If I do what I don’t want to do, then it’s no longer I who do it, but sin that dwells in me. Oh wretched man that I am! Who shall FREE me from this body of death. I thank my God, through my Lord Jesus Christ. (I’m quoting that from memory, so I’ve probably missed getting it perfectly.)

    I believe that God will continue to work with those He loves until we become free enough to know the Truth. This is not a violation of personhood nor a violation of “free will.” Until we KNOW, we cannot make informed choices, and no uninformed choice is truly free. It might end up being a lucky guess, or it might be a big mistake. We hope for the best, but we all make bad choices; we do not mean to, but we simply don’t know any better. Nobody looks at a decision and says to himself, “Well, let’s see which option will cause me the most grief in the long run and I’ll choose that.”

    “Blessed are those who have not seen and yet believe.” True that. BUT Thomas was still blessed though he needed to see. So were every single one of the other apostles. They ALL saw and therefore believed. Paul was literally ambushed by the Truth and pretty much forced to believe. I think that God is a lot more interested in our FREEDOM than in our supposed “free will” which is, if you look at it honestly, terribly constrained and limited.

    Many, many, most people in this world have little opportunity to know God as He truly is (or even to approach that). Millions lived before Jesus was born and had never heard of the Jewish people. Billions never receive a credible witness of Christ. The church grants and “indulgence” to some of these; to unborn and very young children, perhaps to those who haven’t heard, maybe even to those who have heard lies about the true God. Does that mean it’s better not to hear? That if you don’t hear, you’re safer — because you might hear and not believe? Limited reconciliation simply makes no sense.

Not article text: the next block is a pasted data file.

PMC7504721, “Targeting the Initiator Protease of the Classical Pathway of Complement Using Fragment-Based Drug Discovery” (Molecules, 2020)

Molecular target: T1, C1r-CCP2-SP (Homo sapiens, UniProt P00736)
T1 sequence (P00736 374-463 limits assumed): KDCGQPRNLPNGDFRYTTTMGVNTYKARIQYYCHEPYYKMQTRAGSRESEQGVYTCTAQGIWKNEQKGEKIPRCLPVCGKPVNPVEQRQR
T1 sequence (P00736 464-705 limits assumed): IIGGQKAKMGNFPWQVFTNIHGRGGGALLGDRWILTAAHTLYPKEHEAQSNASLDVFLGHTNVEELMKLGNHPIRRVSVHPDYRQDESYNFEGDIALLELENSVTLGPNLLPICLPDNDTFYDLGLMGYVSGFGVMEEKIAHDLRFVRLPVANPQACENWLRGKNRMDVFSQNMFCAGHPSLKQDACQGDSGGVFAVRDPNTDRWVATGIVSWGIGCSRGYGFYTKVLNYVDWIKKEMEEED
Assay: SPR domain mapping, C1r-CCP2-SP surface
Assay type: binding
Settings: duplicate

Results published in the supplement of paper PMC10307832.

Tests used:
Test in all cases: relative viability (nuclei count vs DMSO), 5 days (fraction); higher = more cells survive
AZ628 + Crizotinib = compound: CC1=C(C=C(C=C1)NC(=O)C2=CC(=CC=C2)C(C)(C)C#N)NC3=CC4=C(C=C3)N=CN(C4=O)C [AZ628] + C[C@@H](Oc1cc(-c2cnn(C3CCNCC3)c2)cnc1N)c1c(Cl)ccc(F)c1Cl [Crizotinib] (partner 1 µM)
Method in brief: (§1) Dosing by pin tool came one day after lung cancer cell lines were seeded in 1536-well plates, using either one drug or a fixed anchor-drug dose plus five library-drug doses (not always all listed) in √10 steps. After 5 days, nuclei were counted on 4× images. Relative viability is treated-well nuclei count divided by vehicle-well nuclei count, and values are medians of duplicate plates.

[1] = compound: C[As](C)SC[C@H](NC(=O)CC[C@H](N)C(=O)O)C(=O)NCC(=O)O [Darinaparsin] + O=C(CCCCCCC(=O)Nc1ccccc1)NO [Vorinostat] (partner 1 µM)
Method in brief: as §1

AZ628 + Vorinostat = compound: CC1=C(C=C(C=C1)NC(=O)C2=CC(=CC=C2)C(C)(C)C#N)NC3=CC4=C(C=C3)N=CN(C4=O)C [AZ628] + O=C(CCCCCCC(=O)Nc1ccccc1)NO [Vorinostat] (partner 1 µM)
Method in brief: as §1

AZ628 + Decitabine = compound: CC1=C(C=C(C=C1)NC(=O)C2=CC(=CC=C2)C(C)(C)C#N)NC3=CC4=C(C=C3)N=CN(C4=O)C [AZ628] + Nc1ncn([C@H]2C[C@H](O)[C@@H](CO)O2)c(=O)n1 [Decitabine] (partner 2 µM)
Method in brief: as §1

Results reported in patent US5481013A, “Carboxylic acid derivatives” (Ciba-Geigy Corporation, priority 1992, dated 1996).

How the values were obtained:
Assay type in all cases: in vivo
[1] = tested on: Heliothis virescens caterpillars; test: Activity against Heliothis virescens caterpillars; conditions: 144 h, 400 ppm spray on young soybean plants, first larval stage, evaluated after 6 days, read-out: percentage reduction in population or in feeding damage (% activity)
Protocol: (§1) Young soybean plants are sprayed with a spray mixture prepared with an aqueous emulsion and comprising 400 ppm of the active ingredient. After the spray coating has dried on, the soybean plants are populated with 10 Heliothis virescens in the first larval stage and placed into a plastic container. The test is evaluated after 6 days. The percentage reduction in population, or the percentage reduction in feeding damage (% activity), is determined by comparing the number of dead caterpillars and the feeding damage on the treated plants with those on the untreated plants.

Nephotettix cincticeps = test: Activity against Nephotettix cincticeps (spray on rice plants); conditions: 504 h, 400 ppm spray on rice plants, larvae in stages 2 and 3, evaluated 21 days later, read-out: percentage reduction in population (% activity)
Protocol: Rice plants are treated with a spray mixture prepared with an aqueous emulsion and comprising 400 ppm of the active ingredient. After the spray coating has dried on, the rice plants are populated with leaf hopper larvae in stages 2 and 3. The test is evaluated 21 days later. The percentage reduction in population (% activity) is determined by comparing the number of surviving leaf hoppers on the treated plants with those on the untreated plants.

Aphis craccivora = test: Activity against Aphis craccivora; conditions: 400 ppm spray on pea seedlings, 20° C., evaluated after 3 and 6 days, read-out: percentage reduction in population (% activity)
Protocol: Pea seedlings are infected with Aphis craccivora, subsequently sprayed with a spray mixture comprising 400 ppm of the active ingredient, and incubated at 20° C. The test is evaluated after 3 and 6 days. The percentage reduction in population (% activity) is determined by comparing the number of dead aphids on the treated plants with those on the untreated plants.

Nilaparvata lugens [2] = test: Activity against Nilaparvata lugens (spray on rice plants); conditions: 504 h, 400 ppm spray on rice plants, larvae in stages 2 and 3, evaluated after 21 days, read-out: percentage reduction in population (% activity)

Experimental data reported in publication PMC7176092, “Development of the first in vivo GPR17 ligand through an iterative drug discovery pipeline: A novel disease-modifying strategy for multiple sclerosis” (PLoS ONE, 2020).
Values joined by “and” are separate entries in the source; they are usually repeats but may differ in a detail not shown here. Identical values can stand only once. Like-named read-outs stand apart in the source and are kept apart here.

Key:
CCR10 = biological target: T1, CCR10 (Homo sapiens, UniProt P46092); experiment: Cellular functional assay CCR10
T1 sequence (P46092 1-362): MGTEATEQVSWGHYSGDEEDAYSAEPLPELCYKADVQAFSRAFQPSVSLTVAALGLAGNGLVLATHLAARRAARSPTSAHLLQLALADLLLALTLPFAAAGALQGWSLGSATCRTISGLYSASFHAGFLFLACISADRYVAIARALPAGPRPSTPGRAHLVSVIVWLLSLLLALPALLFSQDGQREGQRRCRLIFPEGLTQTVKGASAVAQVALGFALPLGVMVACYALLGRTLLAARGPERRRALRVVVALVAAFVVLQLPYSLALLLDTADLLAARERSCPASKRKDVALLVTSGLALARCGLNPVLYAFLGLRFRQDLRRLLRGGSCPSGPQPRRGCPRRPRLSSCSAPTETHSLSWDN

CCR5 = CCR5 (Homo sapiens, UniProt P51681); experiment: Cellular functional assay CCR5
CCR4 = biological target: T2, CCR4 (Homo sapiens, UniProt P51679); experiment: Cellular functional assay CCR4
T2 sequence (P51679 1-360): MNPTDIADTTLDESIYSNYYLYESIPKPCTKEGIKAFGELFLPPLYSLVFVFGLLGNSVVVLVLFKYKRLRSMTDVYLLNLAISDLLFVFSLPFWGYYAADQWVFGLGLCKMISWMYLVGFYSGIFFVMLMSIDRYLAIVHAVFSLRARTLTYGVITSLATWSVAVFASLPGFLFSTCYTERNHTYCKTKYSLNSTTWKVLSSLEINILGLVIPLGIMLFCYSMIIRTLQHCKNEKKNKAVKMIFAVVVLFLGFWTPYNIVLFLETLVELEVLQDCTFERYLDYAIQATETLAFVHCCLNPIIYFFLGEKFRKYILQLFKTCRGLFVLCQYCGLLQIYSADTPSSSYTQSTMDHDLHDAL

I can make sense of the viewpoint (well, more sense) that people might resist God for all eternity. Theoretically, this COULD happen. But to make sense of the viewpoint that God suddenly draws the line at physical death — except for this or that person, for one reason or another? Especially as none of this is supported by scripture? No.

    God does not have to torture people until they “repent.” He doesn’t have to destroy them because He cannot save them without “violence.” He isn’t constrained to torture them for all of eternity because their souls cannot die and His “cut-off date” has already passed. He isn’t even required to consign them to a Lewisinian “hell” (which is also hard to find in scripture) because He isn’t able to persuade them without violence, though He has eternity in which to do it.

    What He has to do is probably harder than all the above, but nothing is impossible for God. First, He has to heal them of their delusions and insanities and hatred and ignorance and pride — and all the things that deceive them, by whatever means is required, including allowing/forcing them to personally relive their hateful deeds from the point of view of their victims so that they finally face the truth of what they have done and become.

    Second, He has to show them a true picture of Himself. He has to do this until they see the light. I think He’s up to it; I really do. If some do resist forever, then He must persist, as His steadfast love never fails and His mercies never come to an end. God cannot give up. His mercies never end.

    It seems to me though, that God (who sees the end from the beginning) has said over and over that He will NOT fail; that all things will be summed up in Christ, that He makes peace through the blood of His cross with ALL, whether of heaven or of earth, that every knee shall bow and every tongue confess that Jesus Christ is Lord ***to the glory of the Father*** of those in heaven and those on earth and those under the earth. That seems very conclusive to me.

  2. This is an extraordinarily thoughtful, well crafted response!